If $X_1, \ldots, X_n \sim t_\nu$, a t-distribution with $\nu >1$ degrees of free, with each of them independent, then a result from probability theory is that:

$$ E\left(\max_{1 \leq i \leq n}|X_i|\right) = O\left(n^{1/\nu}\right) $$

$X_n = O(Y_n)$ means that there exists a constant $a > 0$ such that $|X_n| \leq a|Y_n|$ for all $n$.

The common trick is to use moment generating functions, for which it doesnt exist for a t-distribution. Does anyone have any ideas how to approach this?


1 Answer 1


The most common trick I know is not to use the moment generating function, but the cumulative distribution function. From Wikipedia, the density of the distribution of $|X_i|$ is:

$$\frac{2\Gamma \left( \frac{1+\nu}{2}\right)}{\sqrt{\nu \pi} \Gamma \left( \frac{\nu}{2}\right)} \frac{1}{\left( 1+\frac{x^2}{\nu} \right)^{\frac{1+\nu}{2}}}.$$

Hence, for $t > 0$,

$$\mathbb{P} (|X_i| \geq t) = \frac{2\Gamma \left( \frac{1+\nu}{2}\right)}{\sqrt{\nu \pi} \Gamma \left( \frac{\nu}{2}\right)} \int_t^{+\infty}\frac{1}{\left( 1+\frac{x^2}{\nu} \right)^{\frac{1+\nu}{2}}} dx \leq \frac{2\Gamma \left( \frac{1+\nu}{2}\right) \nu^{\frac{1+\nu}{2}}}{\sqrt{\nu \pi} \Gamma \left( \frac{\nu}{2}\right)} \int_t^{+\infty}\frac{1}{x^{1+\nu}} dx = C_\nu t^{-\nu}.$$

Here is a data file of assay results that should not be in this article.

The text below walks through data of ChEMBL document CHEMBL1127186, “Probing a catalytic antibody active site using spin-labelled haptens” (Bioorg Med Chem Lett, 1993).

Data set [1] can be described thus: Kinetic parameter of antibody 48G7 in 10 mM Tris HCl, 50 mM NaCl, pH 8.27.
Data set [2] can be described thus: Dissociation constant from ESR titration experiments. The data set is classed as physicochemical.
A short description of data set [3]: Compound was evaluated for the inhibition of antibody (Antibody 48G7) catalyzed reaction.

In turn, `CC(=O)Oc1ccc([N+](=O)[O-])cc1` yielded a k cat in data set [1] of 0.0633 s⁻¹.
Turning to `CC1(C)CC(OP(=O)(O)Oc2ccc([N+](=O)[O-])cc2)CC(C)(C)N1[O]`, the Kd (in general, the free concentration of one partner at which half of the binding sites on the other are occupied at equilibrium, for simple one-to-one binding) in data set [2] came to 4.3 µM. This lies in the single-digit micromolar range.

For the maximum, we get a crude upper bound:

$$\mathbb{P} (\max_{1\leq i\leq n} |X_i| \geq t) \leq C_\nu n t^{-\nu}.$$

Now, we only need to integrate of $t$:

$$\mathbb{E} (\max_{1\leq i\leq n} |X_i|) = \int_0^{+ \infty} \mathbb{P} (\max_{1\leq i\leq n} |X_i| \geq t) dt \leq \int_0^{+ \infty} \min \{1, C_\nu n t^{-\nu}\} dt = \int_0^{(C_\nu n)^{1/\nu}} 1 dt + \int_{(C_\nu n)^{1/\nu}}^{+\infty} C_\nu n t^{-\nu} dt = \frac{\nu(C_\nu n)^{\frac{1}{\nu}}}{\nu-1} = O(n^{\frac{1}{\nu}}).$$

Note that the bounds we used are so crude that this result holds even if the $X_i$ are not independent.

  • $\begingroup$ How did you get $\mathbb{E} (\max_{1\leq i\leq n} |X_i|) = \int_0^{+ \infty} \mathbb{P} (\max_{1\leq i\leq n} |X_i| \geq t) dt$? $\endgroup$
    – user321627
    Jan 15, 2017 at 0:13
  • $\begingroup$ @user321627: that's a common trick (some kind of reverse-Markov bound). See there: math.stackexchange.com/questions/172841/… $\endgroup$
    – D. Thomine
    Jan 15, 2017 at 0:19

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